Assembling Self

Sunday, February 27, 2011

It's "just" a name

The Sands of Time

Searching through the sands of time examining my past.
Watching life I call my own pass through the hour glass.
So much has been forgotten, so much has been left behind.
So much that has been buried I search for but can not find.
People who have come and gone and those still here today.
Faces I have never seen who long since went away.
Missing names and histories leave only gaping holes.
Oh how I'd love to hear all of those stories left untold.
Each has left their mark upon my soul and memory.
This life that was created, an everlasting legacy.

I was told "it's just a name" by a co-worker last week when discussing names.  These types of comments are made by people who have no idea the very foundation of their lives their names of origin give them.  This is the attitude of many people who are not adopted and don't have their original identities taken from them and sealed by the state. 

A few days later when this co-worker was asked why he went by initials instead of his first name he declared that people shortened his name and he was continually called by a partial of it.  He did not like the "nickname" and wanted to be called by his full first name and since people could not seem to do that, he now was using the initials of his first and middle name.  So, in fact a name DOES actually matter.

Loss in adoption is glossed over by the masses unaffected by it.  What so many take for granted becomes a life long quest to find for those of us it has been taken from.  It does matter, and a hell of a lot to so many of us.

The name I was given when I was adopted, and the family it comes from, does not describe or tell me who I am.  It is not my genetic or historical background.  It belongs to others who want to pin it to me and erase where I came from.

A name is only a name....until you lose it.

Sunday, February 20, 2011

Judging Adoptees

Recently I was judged and attacked by another adoptee (more than one actually) over my lack of understanding about the positive side of adoption.  I guess my views are warped to them and if I would only be around "happy adoptees" I would get a different side of adoption.  I was accused of "coming after" said happy adoptee.

If you knew me in the "real" world I'm the office clown, the loyal friend, the nonjudgemental shoulder to lean on and confide in.  But, I would never "go after" anyone and anyone who really "knows" me "knows" that.  I stand up for myself and my experience.  I will debate I don't deny that.  I do get out my adoption soap box often and educate when and where I can.  I am proud to have made many many people rethink their views of adoption and what it really means to those it affects.  I have, and continue to work in adoption reform with adoptees who are happy with their adoptive families.  You can be happy with your adoptive family but NOT agree with the way the system of adoption functions.  AND as I state over and over and over again I am GLAD for them, and I don't deny and dispute their feelings and emotions.  I would never want anyone or any child to have to endure what so many of us "unhappy" adoptees have.  It's why I work as hard as I can, when I can, for the much needed overhaul to adoption.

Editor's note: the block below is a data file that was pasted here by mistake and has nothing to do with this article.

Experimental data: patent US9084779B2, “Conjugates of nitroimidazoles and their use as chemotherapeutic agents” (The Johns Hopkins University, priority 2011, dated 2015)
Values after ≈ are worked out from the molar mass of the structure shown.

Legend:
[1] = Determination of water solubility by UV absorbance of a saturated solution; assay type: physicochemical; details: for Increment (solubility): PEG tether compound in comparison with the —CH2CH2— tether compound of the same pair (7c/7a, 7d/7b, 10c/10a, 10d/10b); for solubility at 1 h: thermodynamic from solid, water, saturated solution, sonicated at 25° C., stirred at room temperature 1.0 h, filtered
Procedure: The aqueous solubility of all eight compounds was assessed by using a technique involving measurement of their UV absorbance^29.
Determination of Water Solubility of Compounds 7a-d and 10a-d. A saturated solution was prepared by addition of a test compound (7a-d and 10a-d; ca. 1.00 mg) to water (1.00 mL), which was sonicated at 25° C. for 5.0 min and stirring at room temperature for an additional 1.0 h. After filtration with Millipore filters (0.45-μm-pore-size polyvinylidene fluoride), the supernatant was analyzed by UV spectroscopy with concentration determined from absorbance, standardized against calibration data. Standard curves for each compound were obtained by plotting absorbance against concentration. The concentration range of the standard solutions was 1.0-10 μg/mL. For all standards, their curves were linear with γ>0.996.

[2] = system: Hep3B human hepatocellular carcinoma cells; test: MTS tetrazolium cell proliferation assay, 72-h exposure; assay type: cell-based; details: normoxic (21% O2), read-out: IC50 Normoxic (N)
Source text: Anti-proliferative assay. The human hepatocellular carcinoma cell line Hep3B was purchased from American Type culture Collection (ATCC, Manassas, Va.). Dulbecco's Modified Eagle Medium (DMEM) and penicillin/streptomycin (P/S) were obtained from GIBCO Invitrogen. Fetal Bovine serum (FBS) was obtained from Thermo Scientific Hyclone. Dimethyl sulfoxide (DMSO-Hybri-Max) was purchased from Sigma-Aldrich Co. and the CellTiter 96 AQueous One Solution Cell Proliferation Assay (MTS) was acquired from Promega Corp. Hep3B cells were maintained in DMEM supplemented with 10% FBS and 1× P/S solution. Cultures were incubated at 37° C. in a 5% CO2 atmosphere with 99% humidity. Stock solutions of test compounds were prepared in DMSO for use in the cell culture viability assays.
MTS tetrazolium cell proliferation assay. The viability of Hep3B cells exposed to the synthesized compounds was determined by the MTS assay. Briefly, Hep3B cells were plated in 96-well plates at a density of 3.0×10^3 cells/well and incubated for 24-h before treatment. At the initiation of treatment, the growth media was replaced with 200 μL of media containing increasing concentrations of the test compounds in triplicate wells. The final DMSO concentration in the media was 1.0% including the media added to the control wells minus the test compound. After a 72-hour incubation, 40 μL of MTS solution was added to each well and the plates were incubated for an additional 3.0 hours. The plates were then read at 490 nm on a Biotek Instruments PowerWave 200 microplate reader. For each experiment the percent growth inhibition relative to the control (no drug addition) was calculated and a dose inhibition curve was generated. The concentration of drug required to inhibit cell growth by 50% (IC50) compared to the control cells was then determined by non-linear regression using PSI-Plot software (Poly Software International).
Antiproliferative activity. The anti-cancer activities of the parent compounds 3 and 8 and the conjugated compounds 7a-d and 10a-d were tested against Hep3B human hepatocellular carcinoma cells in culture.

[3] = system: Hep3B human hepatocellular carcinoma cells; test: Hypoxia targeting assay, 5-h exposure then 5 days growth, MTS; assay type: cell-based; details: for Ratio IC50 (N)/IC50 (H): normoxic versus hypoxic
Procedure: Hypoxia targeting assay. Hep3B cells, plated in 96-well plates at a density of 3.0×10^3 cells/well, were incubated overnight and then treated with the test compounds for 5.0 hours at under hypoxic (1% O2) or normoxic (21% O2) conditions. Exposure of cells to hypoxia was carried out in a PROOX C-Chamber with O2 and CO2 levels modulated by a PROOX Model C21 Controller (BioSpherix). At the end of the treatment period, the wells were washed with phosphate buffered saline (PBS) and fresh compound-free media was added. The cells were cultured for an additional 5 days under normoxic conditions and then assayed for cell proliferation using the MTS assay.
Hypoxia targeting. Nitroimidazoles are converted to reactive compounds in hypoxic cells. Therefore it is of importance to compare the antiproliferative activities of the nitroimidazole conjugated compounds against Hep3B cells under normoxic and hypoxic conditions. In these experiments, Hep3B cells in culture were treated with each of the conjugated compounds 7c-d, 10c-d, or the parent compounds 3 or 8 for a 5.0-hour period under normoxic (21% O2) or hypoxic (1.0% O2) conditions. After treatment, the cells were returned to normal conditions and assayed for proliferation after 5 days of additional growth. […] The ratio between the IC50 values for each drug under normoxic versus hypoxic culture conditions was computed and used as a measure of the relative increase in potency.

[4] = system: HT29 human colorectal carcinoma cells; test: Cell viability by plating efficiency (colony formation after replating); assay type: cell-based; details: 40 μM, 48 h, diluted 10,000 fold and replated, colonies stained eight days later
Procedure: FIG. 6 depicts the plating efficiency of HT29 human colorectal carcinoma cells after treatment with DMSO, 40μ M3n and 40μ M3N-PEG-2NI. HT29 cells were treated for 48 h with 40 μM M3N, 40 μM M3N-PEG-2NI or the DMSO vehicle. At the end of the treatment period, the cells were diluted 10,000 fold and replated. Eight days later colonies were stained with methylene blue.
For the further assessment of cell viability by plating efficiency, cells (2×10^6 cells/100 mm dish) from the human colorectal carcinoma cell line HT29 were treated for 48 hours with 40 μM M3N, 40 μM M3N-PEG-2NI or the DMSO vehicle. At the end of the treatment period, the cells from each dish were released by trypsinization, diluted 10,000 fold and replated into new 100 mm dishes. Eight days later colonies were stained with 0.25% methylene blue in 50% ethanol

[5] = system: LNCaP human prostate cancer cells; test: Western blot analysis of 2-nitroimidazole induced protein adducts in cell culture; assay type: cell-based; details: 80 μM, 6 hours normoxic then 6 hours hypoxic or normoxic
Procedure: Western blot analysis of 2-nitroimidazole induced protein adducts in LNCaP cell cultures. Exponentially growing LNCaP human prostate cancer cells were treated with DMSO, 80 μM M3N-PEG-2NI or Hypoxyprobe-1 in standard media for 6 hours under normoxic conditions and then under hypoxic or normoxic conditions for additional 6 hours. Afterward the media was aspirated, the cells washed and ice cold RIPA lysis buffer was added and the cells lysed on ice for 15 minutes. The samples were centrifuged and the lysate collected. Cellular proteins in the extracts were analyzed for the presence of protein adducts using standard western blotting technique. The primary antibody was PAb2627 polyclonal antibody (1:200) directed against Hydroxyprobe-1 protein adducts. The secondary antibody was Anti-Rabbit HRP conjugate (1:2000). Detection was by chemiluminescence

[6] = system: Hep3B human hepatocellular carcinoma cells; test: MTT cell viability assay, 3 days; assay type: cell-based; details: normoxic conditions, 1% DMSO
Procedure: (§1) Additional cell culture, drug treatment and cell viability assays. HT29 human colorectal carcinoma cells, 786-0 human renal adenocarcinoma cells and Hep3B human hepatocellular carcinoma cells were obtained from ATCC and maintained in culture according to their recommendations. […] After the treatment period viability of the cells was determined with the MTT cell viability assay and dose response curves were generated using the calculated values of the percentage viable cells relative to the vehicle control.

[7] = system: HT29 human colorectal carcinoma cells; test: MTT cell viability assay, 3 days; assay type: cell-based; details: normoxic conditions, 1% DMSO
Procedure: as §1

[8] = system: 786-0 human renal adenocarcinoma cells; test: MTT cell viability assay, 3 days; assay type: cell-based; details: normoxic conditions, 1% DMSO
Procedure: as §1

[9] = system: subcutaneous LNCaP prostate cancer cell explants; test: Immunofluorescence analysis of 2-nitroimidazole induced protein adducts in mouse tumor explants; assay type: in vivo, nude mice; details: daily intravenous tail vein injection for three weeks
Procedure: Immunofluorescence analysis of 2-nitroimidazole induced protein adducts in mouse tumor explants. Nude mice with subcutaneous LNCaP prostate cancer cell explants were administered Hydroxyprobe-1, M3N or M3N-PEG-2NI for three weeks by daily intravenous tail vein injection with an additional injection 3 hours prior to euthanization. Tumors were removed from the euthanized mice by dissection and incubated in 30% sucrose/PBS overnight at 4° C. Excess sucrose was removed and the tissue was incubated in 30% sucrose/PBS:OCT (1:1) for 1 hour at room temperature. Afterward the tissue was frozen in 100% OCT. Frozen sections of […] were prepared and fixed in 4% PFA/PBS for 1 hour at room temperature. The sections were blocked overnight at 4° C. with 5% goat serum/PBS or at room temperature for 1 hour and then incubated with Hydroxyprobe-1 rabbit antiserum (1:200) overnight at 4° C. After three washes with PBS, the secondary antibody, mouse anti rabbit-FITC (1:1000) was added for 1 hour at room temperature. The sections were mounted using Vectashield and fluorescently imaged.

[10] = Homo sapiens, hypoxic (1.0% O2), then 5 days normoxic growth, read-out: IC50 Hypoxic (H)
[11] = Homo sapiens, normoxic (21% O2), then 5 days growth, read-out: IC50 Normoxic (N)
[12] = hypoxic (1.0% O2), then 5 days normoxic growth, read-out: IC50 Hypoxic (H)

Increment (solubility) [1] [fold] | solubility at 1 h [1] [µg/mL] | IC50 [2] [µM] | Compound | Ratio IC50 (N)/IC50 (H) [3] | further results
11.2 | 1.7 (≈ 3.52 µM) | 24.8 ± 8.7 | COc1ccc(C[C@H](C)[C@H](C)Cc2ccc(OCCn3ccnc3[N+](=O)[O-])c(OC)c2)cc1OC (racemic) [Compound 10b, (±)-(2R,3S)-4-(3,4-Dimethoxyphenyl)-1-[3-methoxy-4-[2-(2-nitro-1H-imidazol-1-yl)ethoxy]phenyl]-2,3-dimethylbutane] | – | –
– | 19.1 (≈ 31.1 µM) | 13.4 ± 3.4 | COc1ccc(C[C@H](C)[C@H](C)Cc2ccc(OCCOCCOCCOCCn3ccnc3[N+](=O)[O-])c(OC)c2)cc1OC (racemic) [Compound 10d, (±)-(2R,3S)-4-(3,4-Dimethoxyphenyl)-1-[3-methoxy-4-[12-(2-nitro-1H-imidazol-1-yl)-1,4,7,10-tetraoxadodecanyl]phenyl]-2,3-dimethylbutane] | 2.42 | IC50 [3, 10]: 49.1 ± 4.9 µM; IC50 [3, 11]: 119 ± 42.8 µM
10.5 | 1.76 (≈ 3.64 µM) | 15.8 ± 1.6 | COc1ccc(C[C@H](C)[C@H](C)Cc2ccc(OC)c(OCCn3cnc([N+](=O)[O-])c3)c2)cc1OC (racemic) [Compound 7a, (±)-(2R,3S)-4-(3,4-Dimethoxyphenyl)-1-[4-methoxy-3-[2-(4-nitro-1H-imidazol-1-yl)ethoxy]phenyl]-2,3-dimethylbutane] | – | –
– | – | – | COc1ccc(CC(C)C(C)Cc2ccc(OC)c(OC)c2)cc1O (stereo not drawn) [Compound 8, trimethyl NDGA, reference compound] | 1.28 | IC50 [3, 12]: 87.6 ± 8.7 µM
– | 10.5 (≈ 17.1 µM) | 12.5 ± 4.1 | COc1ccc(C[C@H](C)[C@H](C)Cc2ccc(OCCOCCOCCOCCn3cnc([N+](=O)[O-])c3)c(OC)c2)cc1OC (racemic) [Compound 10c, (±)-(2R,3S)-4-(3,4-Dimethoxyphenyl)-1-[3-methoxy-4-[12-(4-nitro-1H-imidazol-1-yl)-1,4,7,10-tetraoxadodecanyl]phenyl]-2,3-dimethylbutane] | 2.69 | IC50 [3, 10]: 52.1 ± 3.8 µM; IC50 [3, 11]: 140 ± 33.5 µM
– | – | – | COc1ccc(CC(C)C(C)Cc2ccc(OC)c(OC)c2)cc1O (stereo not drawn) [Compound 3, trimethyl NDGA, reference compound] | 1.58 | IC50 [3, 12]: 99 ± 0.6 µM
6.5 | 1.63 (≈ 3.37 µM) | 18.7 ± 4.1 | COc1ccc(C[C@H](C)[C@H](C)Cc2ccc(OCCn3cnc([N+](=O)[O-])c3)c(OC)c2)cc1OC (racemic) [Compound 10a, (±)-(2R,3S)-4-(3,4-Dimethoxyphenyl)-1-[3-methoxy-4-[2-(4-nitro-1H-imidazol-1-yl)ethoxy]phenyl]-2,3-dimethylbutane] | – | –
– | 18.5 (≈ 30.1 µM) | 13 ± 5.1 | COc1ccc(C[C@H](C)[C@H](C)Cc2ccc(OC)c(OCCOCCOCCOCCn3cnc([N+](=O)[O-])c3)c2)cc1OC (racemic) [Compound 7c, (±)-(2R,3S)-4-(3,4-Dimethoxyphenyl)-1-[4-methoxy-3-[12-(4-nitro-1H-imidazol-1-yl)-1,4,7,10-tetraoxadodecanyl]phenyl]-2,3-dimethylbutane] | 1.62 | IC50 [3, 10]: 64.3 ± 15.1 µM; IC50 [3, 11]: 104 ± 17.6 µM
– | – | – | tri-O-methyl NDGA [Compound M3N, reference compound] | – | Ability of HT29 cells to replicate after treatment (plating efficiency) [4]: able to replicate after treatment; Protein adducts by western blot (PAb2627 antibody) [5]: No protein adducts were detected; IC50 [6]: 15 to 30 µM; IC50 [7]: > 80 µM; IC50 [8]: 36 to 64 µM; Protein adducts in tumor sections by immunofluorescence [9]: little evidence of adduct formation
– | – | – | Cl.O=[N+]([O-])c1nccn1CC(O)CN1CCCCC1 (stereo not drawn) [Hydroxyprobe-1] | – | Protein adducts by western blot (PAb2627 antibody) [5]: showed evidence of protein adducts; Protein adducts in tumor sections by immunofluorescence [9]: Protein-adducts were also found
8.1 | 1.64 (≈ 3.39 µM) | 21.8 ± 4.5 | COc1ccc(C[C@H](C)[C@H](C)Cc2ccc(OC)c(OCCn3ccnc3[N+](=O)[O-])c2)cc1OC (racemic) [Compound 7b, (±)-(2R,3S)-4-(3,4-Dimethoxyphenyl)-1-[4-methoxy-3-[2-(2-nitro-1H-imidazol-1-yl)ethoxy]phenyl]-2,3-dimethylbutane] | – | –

I am used to being judged but not usually by other adoptees.  Most "get it" or at least can empathize some.  Adoption may define much of my life but it does not define ME in totality.  You do not know "me" so do not label and condemn my life choice in expressing how I feel on an adoptee SUPPORT group.  Do NOT access my mental health state with your amateur diagnosis and skills.  Do NOT leave hate mail in my inbox.  And seriously, if you don't like what you are hearing and don't agree then simply state your peace and leave!

I don't go to pro-adoption sites.  I don't agree with what is being said and will never support the system of adoption as it functions with closed records and huge profits.  SO I don't join in on discussions which want to make me pull my hair out and bang my head against the wall.  See, I'm old and wise like that.

Sometimes I think these "happy" adoptees doth protest too much.  Why do they have such a huge problem with those of us who have had terrible experiences with adoption?  I think it threatens them and makes them question their own lives as adoptees.  But, that is my personal opinion and I don't claim to be a counselor or therapist.

There are not many places in the world us adoptees have to feel safe to discuss our adoption experiences.  Many of us simply do not allow anyone to see how adoption affects us because we are all too familiar with the judgement, criticism, and the never ending advice we get from those who have no idea what they are talking about.  Adoption is not something you "get over".  Adoption is not a one time transaction it is a life time event.  If only these self proclaimed "happy" adoptees would instead place their time and energy into helping change the system of adoption and open records we wouldn't have the need for search and support groups.  If you're not part of the solution, you're part of the problem.  'Nuff said.